Fangirl feels: Fans share thoughts on boy bands

Rose Rana, Staff Writer

From Elvis Presley and the rise of Beatlemania to Bieber Fever and One Direction infection, girls have idolized celebrities. Although the term “fangirl” is new, the idea of “fangirling” dates back to the ’50s.

Junior Alyssa Moreno has been a fan of the boy band One Direction for about three years.

I have every album and I’ve watched most of their interviews.,” Moreno said. ” I definitely grew out of the screaming and crying phase, but the emotional attachment is still there.”

Although Moreno said she has moved passed the obsession phase.

“Zayn leaving was kind of a shock,” Moreno said. “I used to spend hours upon hours talking about them and all of a sudden Zayn left — it was shocking and surprisingly upsetting.”

“It’s not the same when a member of a band leaves.””

— Emily Bireley, junior

Zayn Malik stated that he left to be a normal 22-year-old, but really he’s been working on new music, according to twitter user @NaughtyBoyMusic. Junior Emily Bireley, another fan, said she is not entirely opposed to his decision.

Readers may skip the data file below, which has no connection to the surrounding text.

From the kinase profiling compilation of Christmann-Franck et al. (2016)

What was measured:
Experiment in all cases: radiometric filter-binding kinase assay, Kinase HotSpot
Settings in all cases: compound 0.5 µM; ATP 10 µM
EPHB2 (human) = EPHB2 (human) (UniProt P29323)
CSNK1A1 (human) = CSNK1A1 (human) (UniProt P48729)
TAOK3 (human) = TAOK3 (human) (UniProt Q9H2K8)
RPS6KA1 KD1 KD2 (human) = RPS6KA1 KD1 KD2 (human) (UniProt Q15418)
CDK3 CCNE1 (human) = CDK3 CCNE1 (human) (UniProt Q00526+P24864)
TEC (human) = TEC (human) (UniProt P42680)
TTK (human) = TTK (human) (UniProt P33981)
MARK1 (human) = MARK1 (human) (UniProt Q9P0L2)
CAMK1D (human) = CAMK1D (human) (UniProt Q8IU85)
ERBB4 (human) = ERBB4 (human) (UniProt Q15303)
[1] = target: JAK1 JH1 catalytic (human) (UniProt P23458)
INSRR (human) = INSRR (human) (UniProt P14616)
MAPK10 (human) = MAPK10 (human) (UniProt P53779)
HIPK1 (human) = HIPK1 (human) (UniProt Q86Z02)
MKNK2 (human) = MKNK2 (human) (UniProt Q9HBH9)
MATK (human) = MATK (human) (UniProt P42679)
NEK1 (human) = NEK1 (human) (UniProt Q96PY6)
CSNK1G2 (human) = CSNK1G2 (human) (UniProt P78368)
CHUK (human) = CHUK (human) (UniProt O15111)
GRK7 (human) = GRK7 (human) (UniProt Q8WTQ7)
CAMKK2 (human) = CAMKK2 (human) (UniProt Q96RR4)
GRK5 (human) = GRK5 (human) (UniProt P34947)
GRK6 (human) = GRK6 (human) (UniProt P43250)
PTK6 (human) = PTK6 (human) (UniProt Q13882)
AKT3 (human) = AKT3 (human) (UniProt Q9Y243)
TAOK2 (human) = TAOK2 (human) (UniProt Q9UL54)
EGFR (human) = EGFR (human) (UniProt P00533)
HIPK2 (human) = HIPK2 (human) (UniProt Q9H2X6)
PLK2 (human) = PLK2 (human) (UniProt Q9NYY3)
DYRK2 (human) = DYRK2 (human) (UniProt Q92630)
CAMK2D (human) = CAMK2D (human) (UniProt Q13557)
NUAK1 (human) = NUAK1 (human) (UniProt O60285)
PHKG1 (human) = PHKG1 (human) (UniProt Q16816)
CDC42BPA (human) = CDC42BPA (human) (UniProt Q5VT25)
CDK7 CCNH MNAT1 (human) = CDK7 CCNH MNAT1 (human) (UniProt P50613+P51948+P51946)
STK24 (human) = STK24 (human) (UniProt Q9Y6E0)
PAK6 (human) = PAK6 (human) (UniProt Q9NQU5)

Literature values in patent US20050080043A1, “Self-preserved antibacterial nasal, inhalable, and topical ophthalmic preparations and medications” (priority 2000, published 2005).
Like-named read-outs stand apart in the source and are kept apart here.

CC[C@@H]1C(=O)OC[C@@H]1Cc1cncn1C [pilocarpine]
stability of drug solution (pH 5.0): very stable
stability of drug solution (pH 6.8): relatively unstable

“I felt upset obviously because it’s not the same when a member of a band leaves,” Bireley said. “But if Zayn thought it was best then I think all of the fans should be happy for him and continue to support the band as before.”

Being a fangirl is more than obsessing and crying over boy bands. Being able to see them live is almost unreal, according to Bireley.

“My favorite experience as a fan was seeing 5 Seconds of Summer last April at House of Blues with my best friend,” Bireley said. “Waiting a few hours in line was definitely worth seeing 5sos in concert, especially since it was my first time at House of Blues. The strobe lights and aura of the crowd made it an exciting experience. It was unforgettable and I’ll keep those memories with me forever.”